One of the more spectacular and much loved of the objects in the Egyptian collection at National Museums Scotland is the coffin of the ‘Qurna Queen’.
This polychrome wooden coffin belonged to an unknown royal female of the 17th Dynasty. It dates from the 16th century BC, and was one of my major conservation projects as part of the team preparing the Egyptian collection for the new galleries opening at the National Museum of Scotland in 2019. This blog post is a little history of the coffin and its conservation.
History of the coffin
At the end of 1908, archaeologist Flinders Petrie discovered the intact burial of a young, privileged woman and a child at a site called Qurna by the road to the Valley of the Kings at Thebes (modern Luxor) in Egypt. The woman had been buried in an elaborate rishi-style coffin with an exceptional assemblage of burial goods. These included a collar of gold rings, gold earrings and bracelets, with, among other things, furniture and ceramic vessels, and offerings of grapes, dates, assorted loaves and cakes for the afterlife. At the foot of her coffin was another for a young child; possibly her child or a sibling, who had died at a similar time.
The owner of the coffin is unknown in name, but she was most likely a member of the royal family of the 17th Dynasty. The coffin dates from c.1585-1545 BC. The base of the coffin is gesso-covered and painted sycamore-fig wood and the lid is gesso-covered, painted and gilded tamarisk wood, both local Egyptian species of wood and both hollowed out and shaped from single tree trunks.
The coffin is comparable to known kings’ coffins of the 16th century BC in both form and decoration. The base of the coffin is blue on the exterior with no internal decoration. The lid has feathered patterning painted in blue on a yellow ground with black details. The face is framed with a striped nemes-cloth, a type of royal headdress. Also depicted are a beaded collar with falcon terminals and a vulture-pectoral with outstretched wings. All these details are highlighted with gilding.
The woman was buried with goods indicating ‘a level of wealth that would be notable in any period’ (Roerig (ed.) 2005: 16). Our Analytical Scientist at the Museum, Dr Lore Troalen, has analysed the gold of the woman’s jewellery: the collar and bracelets she was buried with are made from 90% pure gold, while her earrings are 95% pure (Troalen et al 2009).
The woman buried inside the coffin was slender and about 150 cm tall. When she died, she was probably between 18 and 25 years old. The child in the coffin who was buried with her was likely to be 24 to 30 months at death, and the jewellery which accompanied the remains suggests a female child. The presence of two coffins in a single grave also suggests the child was a relative of the woman, most likely a daughter, but possibly a sibling or other relation.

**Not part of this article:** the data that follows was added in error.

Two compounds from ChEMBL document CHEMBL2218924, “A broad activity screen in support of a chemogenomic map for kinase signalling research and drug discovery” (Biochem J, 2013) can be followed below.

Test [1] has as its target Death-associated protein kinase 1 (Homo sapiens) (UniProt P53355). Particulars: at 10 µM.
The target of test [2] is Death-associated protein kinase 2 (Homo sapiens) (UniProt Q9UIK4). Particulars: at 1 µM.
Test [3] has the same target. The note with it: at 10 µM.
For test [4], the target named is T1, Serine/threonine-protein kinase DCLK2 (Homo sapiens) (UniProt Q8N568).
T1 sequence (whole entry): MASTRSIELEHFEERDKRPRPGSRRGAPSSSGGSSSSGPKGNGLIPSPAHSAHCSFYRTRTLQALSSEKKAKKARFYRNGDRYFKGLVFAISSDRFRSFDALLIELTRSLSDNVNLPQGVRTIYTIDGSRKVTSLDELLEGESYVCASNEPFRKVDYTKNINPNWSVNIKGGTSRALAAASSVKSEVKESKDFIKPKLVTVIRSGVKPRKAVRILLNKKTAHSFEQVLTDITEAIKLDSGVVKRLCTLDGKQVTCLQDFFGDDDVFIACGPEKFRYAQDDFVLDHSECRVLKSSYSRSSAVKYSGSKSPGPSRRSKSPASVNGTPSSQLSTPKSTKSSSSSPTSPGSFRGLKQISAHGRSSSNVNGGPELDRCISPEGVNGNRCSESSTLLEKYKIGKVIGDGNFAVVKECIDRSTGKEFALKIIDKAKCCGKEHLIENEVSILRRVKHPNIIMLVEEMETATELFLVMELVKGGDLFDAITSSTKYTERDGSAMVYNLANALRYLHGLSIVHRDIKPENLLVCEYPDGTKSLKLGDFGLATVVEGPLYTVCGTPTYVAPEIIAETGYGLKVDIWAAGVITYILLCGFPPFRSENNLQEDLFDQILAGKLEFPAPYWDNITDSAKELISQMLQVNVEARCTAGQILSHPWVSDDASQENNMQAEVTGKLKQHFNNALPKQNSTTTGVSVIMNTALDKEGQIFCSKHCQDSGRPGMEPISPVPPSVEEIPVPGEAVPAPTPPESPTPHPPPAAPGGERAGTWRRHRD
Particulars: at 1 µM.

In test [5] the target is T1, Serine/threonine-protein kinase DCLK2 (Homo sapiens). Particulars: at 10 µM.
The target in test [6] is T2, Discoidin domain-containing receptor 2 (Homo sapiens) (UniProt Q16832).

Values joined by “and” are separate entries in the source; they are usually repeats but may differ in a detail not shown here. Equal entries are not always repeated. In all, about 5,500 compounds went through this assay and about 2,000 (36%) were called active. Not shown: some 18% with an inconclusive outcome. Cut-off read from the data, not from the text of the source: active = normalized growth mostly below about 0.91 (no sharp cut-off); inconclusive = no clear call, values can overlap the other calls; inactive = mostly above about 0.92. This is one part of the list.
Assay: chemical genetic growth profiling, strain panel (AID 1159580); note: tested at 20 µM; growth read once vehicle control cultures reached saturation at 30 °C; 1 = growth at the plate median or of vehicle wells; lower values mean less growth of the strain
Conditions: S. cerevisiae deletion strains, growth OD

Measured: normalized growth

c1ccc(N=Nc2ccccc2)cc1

The coffin and burial goods indicate that the woman was an important member of the royal family, either by birth or by marriage. There is an inscription in hieroglyphs down the central column beneath the vulture-pectoral, which was modelled in plaster and then gilded. It reads:
‘An offering which the king gives to Osiris, lord of Djedu, a voice offering of bread and beer, fowl and beef, for the spirit of…’.
What should follow is the woman’s titles and name, but only a single hieroglyph survives. We have been unable to recover any evidence of surviving inscriptions. There is space for several titles, and we can suppose she may have been a queen.
The finest examples of pottery from the burial indicates that the woman or her family had links with the kingdom of Kush, an ancient kingdom in Nubia, located in the southern Egyptian and Sudanese Nile Valley. Analysis of her diet, through the carbon and nitrogen isotypes in her bones, also suggests a Nubian link, that she either had a fondness for Nubian foods or was from Nubia and moved to Egypt as a child (Eremin et al 2000; Manley & Dodson 2010:26). The exquisite pottery may have been acquired through trade or as gifts from Nubia to the royal family at Thebes, or perhaps she was a Nubian princess married to the king of Thebes.
The coffin and whole assemblage were offered by Flinders Petrie to the Royal Scottish Museum (now the National Museum of Scotland) in 1908 and immediately registered and put on display in Edinburgh in 1909. 110 years after it was first put on public display, the coffin has been brought to the Artefact Conservation lab for treatment, before it is displayed in 2019 as part of the extensive re-display of the Ancient Egyptian collection at the Museum.
Conserving the coffin
The coffin needed conservation treatment to consolidate the gesso and paint for display in 2019. There were cracks and loose gesso (chalky paint) on both the base and lid. In places, the painted gesso was in danger of separating from the wood underneath, which would have resulted in loss of material.
The coffin had been extensively repaired in the earlier 20th century with in-filling and in-painting spread over wide parts of the surface and covering original paint layers. The in-painting was additionally very obtrusive and did not match the original paint layers, the blue appearing grey/ black. There were old filling materials around areas of loss which were also obtrusive.